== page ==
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Delft (ZH): Nieuwe Kerk or St. Ursula

Work on Delft's second parish church started in 1381, when a temporary wooden church was built. Around this, a stone church was built starting from 1384. First the transept and the choir were built. This part of the work was finished in ca. 1390. The west wall of the transept is bent, probably because the workers had to build around the altars of the wooden church, which were not to be moved. It seems that choir and transept were intended to have stone vaults., but sagging of the church probably was the reason why this was never fulfilled.
In 1390 work on the tower began, which continued until 1412, when the square lower part was completed. The now empty niches originally had natural stone traceries.
After work on the tower had stopped the construction of the nave began, which lasted until 1435. Today the side-aisles each are a single space, but originally each travel was a chapel. This was changed after the great fire of 1536. Traces of the old situation are still visible inside the church. Also, each trave originally had a roof of its own, instead of the single roof that now covers an entire side-aisle.
In 1432 work on the tower continued with the construction of the lower half of the first octagonal segment. Instead of brick on the outside this was covered with white Lede-stone. In 1441 the turrets at the corners of the square lower segment were added, . In 1447 work on the tower again was stopped.
Work on a new choir started in 1453, beginning with a new ambulatory. The old choir was replaced starting from 1461, and the new one was finally completed in 1476. The choir is notably taller than the nave and is a rare example of classic Gothicism in the Netherlands, having been built under the leadership of Jacob van der Burch, who was also responsible for much of Utrecht Cathedral. Like the Oude Kerk, the choir is supported by buttresses with arches in them.

The southern aisle was extended with three traves along the tower in ca. 1485 and completed with a baptistry. In 1510 the northern transept-arm was lengthened with a chapel dedicated to Mary. In 1494 work on the tower again continued, with the construction of a second octagonal segment, this time made of yellow Bentheimer sandstone, although this has weathered through the centuries and now has a blackish tint in some places. This stone had been delivered already in 1486, but out of fear that the tower might collapse under the weight of the stone it was not used for eight years, until it was finally decided to give it a try. The second octagonal segment was finished in 1495, followed by an apple-shaped spire a year later. This spire was lost in the fire of 1536, and replaced by another one, which itself burnt down in 1872. The current spire dates from 1875 and was designed by P.J.H. Cuypers.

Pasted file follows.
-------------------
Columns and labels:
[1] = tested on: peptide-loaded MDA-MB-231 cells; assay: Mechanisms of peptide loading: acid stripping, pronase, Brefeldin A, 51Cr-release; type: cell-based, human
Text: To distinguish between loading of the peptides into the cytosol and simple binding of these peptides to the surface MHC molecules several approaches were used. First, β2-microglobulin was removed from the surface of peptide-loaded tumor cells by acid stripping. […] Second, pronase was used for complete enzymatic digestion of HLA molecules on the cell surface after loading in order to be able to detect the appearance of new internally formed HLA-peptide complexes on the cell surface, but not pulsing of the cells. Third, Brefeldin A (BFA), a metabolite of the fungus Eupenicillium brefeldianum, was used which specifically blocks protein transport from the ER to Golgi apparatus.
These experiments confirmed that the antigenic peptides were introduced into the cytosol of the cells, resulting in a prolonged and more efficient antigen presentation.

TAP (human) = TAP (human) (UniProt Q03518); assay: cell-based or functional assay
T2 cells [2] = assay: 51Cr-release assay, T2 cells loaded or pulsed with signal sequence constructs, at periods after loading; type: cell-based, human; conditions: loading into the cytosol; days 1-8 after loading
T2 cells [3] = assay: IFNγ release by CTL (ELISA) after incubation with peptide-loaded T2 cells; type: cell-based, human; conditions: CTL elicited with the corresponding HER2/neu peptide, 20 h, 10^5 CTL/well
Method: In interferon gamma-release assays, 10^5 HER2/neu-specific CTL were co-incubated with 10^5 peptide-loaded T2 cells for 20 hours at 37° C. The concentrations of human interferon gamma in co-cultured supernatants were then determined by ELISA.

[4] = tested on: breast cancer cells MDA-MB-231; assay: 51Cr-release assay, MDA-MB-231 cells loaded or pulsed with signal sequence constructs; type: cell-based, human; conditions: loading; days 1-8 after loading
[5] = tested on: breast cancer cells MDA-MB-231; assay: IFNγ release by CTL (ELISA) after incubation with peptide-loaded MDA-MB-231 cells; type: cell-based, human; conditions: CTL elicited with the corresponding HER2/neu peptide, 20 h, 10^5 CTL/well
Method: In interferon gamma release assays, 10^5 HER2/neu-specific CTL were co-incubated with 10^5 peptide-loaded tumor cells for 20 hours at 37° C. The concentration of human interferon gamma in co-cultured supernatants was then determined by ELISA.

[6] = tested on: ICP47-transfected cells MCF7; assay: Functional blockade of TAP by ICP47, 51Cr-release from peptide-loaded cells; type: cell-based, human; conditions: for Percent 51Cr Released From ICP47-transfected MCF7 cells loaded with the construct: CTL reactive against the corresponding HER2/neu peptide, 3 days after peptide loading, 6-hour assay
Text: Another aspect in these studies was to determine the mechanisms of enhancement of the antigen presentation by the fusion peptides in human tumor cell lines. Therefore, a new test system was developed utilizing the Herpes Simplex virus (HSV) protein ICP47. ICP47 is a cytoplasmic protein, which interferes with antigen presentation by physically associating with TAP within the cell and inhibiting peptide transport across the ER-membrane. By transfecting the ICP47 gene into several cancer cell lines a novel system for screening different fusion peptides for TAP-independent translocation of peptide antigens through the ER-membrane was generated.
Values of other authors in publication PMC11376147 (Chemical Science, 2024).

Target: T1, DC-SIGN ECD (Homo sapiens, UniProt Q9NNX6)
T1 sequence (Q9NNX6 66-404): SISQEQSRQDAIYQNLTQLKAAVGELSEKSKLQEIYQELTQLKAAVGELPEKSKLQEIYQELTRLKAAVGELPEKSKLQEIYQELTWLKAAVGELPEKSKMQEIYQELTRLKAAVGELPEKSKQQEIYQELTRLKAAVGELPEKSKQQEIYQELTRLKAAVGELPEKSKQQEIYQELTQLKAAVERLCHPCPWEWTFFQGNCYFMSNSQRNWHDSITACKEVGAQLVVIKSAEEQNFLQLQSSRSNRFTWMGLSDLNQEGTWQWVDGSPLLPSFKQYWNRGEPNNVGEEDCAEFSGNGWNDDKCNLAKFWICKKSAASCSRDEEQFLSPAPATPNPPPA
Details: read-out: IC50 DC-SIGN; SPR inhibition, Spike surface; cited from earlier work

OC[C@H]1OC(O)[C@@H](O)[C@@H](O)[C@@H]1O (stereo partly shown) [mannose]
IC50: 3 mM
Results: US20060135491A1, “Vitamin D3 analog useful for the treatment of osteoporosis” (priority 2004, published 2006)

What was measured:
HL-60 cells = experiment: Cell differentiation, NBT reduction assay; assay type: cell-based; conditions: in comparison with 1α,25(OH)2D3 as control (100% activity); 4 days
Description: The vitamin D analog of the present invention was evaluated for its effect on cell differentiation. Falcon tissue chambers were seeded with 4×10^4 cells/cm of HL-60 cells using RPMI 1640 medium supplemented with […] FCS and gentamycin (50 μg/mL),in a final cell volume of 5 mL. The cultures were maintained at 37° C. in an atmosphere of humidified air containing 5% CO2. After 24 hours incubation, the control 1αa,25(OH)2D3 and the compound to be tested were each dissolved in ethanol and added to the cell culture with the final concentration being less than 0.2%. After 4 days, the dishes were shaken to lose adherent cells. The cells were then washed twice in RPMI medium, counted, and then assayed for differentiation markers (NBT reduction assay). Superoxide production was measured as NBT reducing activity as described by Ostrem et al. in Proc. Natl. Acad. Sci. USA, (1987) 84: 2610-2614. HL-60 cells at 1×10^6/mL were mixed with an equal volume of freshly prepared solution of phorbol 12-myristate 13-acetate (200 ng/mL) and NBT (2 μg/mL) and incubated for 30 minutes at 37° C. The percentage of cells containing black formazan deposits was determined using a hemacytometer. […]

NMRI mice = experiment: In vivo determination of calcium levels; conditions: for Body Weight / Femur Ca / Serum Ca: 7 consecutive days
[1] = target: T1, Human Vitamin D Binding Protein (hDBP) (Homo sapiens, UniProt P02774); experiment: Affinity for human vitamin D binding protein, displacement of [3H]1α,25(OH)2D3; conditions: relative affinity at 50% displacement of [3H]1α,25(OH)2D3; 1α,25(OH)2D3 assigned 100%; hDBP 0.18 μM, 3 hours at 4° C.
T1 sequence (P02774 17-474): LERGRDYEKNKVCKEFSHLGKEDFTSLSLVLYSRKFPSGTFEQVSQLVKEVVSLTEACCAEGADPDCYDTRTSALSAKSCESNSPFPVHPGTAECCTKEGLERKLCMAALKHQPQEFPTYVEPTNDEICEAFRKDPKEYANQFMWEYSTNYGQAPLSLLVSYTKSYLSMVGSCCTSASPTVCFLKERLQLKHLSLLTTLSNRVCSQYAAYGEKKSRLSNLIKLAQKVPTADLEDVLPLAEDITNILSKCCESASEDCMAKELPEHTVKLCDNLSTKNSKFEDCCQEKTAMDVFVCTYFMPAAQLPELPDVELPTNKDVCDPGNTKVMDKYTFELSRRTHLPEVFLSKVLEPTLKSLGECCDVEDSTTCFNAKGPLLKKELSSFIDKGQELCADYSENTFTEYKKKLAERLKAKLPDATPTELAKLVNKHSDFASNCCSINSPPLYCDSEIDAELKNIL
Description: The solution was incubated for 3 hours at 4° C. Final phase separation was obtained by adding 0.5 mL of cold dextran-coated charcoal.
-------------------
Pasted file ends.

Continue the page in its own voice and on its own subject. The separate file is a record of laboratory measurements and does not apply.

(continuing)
On May the third of 1536 a flash of lightning hit the tower, resulting in a fire that not only severely damaged the two big churches, but also destroyed most of the town. Rebuilding the church was quickly started, but in a rather provisional manner. The natural stone traceries were renewed in brick. The usable surviving bits were used for balustrades. Pillars were repaired in such a primitive way that its a miracle the church never collapsed. During a restoration from 1923 until 1939 these were replaced. Also three new heavy buttresses were added to the leaning wall of the southern transept arm.
Initially the church was consecrated St. Mary, and since 1404 St. Ursula. With the iconoclastic riots of 1566 all building activities ended. Shortly after that the catholic history of the church ended as well, as early in the 80-years War the protestants confiscated the church and removed most of the catholic furnishing and simply renamed the church New Church. The choir has since become the mausoleum of the Orange family. The first Orange buried here was Prince Willem I, who initiated the war against Spain. His tomb was designed by Hendrick de Keyser.

 

 

 

 

 

 

 

 

 
 

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